(a) Show that a non-empty subset of $\mathbb{R}$ is connected if and only if it is an interval. Find a compact subset $K \subset \mathbb{R}$ for which $\mathbb{R} \backslash K$ has infinitely many connected components.

(b) Let $T$ be a countable subset of $\mathbb{R}^{2}$. Show that $\mathbb{R}^{2} \backslash T$ is path-connected. Deduce that $\mathbb{R}^{2}$ is not homeomorphic to $\mathbb{R}$.

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• # Paper 1, Section I, C

Given $n+1$ real points $x_{0}, define the Lagrange cardinal polynomials $\ell_{i}(x), i=0,1, \ldots, n$. Let $p(x)$ be the polynomial of degree $n$ that interpolates the function $f \in C^{n}\left[x_{0}, x_{n}\right]$ at these points. Express $p(x)$ in terms of the values $f_{i}=f\left(x_{i}\right)$, $i=0,1, \ldots, n$ and the Lagrange cardinal polynomials.

Define the divided difference $f\left[x_{0}, x_{1}, \ldots, x_{n}\right]$ and give an expression for it in terms of $f_{0}, f_{1}, \ldots, f_{n}$ and $x_{0}, x_{1}, \ldots, x_{n}$. Prove that

$f\left[x_{0}, x_{1}, \ldots, x_{n}\right]=\frac{1}{n !} f^{(n)}(\xi)$

for some number $\xi \in\left[x_{0}, x_{n}\right]$.

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• # Paper 1, Section II, C

A three-stage explicit Runge-Kutta method for solving the autonomous ordinary differential equation

$\frac{d y}{d t}=f(y)$

is given by

$y_{n+1}=y_{n}+h\left(b_{1} k_{1}+b_{2} k_{2}+b_{3} k_{3}\right),$

where

\begin{aligned} &k_{1}=f\left(y_{n}\right) \\ &k_{2}=f\left(y_{n}+h a_{1} k_{1}\right) \\ &k_{3}=f\left(y_{n}+h\left(a_{2} k_{1}+a_{3} k_{2}\right)\right) \end{aligned}

and $h>0$ is the time-step. Derive sufficient conditions on the coefficients $b_{1}, b_{2}, b_{3}, a_{1}$, $a_{2}$ and $a_{3}$ for the method to be of third order.

Assuming that these conditions hold, verify that $-\frac{5}{2}$ belongs to the linear stability domain of the method.

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• # Paper 1, Section I, H

Solve the following linear programming problem using the simplex method:

$\begin{array}{r} \max \left(x_{1}+2 x_{2}+x_{3}\right) \\ \text { subject to } \quad x_{1}, x_{2}, x_{3} \geqslant 0 \\ x_{1}+x_{2}+2 x_{3} \leqslant 10 \\ 2 x_{1}+x_{2}+3 x_{3} \leqslant 15 \end{array}$

Suppose we now subtract $\Delta \in[0,10]$ from the right hand side of the last two constraints. Find the new optimal value.

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• # Paper 1, Section II, B

Consider the time-independent Schrödinger equation in one dimension for a particle of mass $m$ with potential $V(x)$.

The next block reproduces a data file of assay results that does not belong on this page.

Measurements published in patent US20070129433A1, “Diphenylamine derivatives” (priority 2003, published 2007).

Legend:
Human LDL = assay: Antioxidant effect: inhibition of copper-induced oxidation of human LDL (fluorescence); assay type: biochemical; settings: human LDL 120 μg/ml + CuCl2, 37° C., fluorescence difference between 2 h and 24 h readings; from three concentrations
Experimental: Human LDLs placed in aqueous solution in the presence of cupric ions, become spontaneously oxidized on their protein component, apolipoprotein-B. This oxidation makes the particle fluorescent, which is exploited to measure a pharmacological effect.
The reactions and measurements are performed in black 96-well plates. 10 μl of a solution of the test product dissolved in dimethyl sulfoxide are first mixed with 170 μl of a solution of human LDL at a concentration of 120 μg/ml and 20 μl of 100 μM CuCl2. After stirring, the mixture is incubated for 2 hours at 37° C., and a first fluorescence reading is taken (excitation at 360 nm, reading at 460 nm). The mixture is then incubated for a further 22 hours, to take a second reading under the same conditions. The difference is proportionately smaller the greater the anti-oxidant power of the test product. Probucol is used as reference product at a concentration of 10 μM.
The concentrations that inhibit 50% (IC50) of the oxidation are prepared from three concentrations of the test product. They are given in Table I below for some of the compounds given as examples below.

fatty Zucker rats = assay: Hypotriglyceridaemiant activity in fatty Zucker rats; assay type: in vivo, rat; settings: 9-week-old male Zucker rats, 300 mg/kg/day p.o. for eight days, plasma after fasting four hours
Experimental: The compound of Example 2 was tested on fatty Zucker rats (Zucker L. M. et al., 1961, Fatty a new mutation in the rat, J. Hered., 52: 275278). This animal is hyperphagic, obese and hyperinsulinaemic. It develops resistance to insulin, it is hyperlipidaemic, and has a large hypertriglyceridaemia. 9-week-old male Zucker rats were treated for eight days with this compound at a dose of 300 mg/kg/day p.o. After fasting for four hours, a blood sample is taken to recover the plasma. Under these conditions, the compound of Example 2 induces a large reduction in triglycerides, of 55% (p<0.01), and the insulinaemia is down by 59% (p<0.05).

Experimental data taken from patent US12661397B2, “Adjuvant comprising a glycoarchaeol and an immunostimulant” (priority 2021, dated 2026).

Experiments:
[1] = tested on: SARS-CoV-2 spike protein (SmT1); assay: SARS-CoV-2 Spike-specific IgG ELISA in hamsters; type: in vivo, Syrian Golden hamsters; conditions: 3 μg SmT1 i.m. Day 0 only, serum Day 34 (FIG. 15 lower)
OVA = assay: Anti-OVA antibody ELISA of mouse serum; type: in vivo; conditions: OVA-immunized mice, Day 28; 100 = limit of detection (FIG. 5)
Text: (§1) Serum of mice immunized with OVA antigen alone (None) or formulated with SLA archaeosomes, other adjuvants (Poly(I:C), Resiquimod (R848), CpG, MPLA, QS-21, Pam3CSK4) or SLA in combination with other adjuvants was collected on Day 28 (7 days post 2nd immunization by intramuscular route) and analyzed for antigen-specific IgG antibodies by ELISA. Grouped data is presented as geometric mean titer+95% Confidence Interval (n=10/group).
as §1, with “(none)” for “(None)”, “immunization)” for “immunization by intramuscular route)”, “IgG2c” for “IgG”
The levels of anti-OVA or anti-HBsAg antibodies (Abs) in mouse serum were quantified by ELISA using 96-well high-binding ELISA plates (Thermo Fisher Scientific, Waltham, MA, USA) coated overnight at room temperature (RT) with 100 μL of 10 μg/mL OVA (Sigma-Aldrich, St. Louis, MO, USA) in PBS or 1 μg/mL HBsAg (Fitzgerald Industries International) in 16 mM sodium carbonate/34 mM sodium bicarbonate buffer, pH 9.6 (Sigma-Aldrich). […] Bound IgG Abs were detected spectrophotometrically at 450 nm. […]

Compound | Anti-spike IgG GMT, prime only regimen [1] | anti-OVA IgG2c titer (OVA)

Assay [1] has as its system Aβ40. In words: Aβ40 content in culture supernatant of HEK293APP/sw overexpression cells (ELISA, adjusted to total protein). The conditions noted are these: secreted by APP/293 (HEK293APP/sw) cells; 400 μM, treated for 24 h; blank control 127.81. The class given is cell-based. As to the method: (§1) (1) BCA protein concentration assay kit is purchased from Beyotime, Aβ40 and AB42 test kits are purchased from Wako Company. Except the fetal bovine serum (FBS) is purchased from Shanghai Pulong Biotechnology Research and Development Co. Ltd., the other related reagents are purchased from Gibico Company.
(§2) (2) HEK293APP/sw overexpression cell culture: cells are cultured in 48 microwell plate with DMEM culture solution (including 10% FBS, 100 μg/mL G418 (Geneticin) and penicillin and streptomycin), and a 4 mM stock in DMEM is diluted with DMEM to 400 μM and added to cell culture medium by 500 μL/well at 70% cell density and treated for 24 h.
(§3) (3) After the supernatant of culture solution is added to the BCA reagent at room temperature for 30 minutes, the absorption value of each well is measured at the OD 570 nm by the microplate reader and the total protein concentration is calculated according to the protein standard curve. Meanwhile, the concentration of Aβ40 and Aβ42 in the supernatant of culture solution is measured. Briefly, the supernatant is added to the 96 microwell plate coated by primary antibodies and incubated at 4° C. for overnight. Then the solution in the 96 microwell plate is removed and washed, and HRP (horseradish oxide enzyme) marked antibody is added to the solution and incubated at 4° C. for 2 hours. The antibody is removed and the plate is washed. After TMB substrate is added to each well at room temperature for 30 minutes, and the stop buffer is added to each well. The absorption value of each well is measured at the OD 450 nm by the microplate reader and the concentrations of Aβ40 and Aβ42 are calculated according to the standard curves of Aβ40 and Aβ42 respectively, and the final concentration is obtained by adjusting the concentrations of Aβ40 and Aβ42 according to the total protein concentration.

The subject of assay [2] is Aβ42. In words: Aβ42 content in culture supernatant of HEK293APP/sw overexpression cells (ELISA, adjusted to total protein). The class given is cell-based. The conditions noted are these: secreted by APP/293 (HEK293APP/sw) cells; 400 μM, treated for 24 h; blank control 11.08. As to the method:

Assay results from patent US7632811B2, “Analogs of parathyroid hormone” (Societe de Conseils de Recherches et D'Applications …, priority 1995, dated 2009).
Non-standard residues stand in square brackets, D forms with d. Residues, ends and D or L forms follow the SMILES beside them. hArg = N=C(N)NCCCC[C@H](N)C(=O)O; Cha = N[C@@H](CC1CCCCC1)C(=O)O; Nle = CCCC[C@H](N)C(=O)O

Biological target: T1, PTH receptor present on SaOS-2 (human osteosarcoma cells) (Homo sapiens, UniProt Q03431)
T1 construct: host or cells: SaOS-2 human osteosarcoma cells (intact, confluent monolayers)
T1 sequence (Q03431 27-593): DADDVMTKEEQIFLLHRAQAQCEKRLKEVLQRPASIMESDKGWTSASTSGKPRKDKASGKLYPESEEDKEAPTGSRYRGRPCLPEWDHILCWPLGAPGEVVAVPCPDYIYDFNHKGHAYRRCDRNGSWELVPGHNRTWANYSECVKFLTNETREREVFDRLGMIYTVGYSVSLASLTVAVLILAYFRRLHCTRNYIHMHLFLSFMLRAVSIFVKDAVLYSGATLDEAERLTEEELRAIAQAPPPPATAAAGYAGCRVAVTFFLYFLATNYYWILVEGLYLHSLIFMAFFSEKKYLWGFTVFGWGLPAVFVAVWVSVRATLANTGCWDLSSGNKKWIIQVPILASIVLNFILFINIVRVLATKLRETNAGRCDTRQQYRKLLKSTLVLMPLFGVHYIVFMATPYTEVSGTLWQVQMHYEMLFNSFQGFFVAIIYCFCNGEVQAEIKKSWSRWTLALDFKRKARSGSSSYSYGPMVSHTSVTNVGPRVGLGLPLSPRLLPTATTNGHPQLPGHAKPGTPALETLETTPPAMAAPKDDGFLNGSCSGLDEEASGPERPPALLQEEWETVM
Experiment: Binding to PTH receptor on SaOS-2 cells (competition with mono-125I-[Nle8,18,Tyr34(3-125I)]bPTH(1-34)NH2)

(a) Show that if the potential is an even function then any non-degenerate stationary state has definite parity.

(b) A particle of mass $m$ is subject to the potential $V(x)$ given by

$V(x)=-\lambda(\delta(x-a)+\delta(x+a))$

where $\lambda$ and $a$ are real positive constants and $\delta(x)$ is the Dirac delta function.

Derive the conditions satisfied by the wavefunction $\psi(x)$ around the points $x=\pm a$.

Show (using a graphical method or otherwise) that there is a bound state of even parity for any $\lambda>0$, and that there is an odd parity bound state only if $\lambda>\hbar^{2} /(2 m a)$. [Hint: You may assume without proof that the functions $x \tanh x$ and $x \operatorname{coth} x$ are monotonically increasing for $x>0$.]

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• # Paper 1, Section I, H

(a) State and prove the Rao-Blackwell theorem.

(b) Let $X_{1}, \ldots, X_{n}$ be an independent sample from $\operatorname{Poisson}(\lambda)$ with $\theta=e^{-\lambda}$ to be estimated. Show that $Y=1_{\{0\}}\left(X_{1}\right)$ is an unbiased estimator of $\theta$ and that $T=\sum_{i} X_{i}$ is a sufficient statistic.

What is $\mathbb{E}[Y \mid T] ?$

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• # Paper 1, Section II, H

(a) Give the definitions of a sufficient and a minimal sufficient statistic $T$ for an unknown parameter $\theta$.

Let $X_{1}, X_{2}, \ldots, X_{n}$ be an independent sample from the geometric distribution with success probability $1 / \theta$ and mean $\theta>1$, i.e. with probability mass function

$p(m)=\frac{1}{\theta}\left(1-\frac{1}{\theta}\right)^{m-1} \text { for } m=1,2, \ldots$

Find a minimal sufficient statistic for $\theta$. Is your statistic a biased estimator of $\theta ?$

[You may use results from the course provided you state them clearly.]

(b) Define the bias of an estimator. What does it mean for an estimator to be unbiased?

Suppose that $Y$ has the truncated Poisson distribution with probability mass function

$p(y)=\left(e^{\theta}-1\right)^{-1} \cdot \frac{\theta^{y}}{y !} \quad \text { for } y=1,2, \ldots$

Show that the only unbiased estimator $T$ of $1-e^{-\theta}$ based on $Y$ is obtained by taking $T=0$ if $Y$ is odd and $T=2$ if $Y$ is even.

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• # Paper 1, Section I, D

Derive the Euler-Lagrange equation for the function $u(x, y)$ that gives a stationary value of

$I[u]=\int_{\mathcal{D}} L\left(x, y, u, \frac{\partial u}{\partial x}, \frac{\partial u}{\partial y}\right) d x d y$

where $\mathcal{D}$ is a bounded domain in the $(x, y)$-plane and $u$ is fixed on the boundary $\partial \mathcal{D}$.

Find the equation satisfied by the function $u$ that gives a stationary value of

$I=\int_{\mathcal{D}}\left[\left(\frac{\partial u}{\partial x}\right)^{2}+\left(\frac{\partial u}{\partial y}\right)^{2}+k^{2} u^{2}\right] d x d y$

where $k$ is a constant and $u$ is prescribed on $\partial \mathcal{D}$.